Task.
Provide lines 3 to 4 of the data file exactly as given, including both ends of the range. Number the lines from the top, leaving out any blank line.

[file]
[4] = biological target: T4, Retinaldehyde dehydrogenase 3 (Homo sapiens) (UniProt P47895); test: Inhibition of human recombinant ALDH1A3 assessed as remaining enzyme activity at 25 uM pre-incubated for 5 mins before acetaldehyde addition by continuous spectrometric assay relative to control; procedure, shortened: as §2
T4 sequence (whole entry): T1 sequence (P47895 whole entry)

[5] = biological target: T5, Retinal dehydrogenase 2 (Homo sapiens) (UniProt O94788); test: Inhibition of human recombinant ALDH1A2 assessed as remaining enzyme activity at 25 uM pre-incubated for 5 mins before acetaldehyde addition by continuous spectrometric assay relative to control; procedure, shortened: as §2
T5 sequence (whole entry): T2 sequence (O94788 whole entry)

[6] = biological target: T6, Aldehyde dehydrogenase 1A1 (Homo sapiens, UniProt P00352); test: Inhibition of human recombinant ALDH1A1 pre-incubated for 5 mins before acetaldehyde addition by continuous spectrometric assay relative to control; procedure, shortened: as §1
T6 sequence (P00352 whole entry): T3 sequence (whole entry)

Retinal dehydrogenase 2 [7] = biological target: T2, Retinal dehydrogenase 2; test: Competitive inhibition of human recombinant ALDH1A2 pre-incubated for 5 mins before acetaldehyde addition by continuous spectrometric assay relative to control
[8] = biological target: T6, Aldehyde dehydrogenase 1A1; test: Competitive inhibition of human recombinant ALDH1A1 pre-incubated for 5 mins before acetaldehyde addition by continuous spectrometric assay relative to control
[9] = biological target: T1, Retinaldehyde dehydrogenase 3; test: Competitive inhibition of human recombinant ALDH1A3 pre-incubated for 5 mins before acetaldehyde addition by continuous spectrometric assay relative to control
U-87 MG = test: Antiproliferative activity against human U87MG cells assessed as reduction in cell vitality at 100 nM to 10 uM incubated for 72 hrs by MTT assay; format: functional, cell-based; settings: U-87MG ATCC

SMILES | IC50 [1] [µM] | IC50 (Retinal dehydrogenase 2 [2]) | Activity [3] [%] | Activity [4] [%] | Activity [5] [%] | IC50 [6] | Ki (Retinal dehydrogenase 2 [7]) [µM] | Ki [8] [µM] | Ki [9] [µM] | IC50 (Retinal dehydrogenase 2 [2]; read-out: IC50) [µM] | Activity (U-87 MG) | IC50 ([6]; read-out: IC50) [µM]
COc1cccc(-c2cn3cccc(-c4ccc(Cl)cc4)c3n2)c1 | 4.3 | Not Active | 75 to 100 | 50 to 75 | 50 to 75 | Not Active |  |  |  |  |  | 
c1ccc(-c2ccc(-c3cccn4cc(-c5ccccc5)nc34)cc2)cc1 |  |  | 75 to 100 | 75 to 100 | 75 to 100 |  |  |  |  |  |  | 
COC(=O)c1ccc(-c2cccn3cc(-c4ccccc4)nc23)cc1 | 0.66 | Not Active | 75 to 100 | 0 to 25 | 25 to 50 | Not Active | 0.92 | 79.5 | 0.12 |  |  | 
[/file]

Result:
[5] = biological target: T5, Retinal dehydrogenase 2 (Homo sapiens) (UniProt O94788); test: Inhibition of human recombinant ALDH1A2 assessed as remaining enzyme activity at 25 uM pre-incubated for 5 mins before acetaldehyde addition by continuous spectrometric assay relative to control; procedure, shortened: as §2
T5 sequence (whole entry): T2 sequence (O94788 whole entry)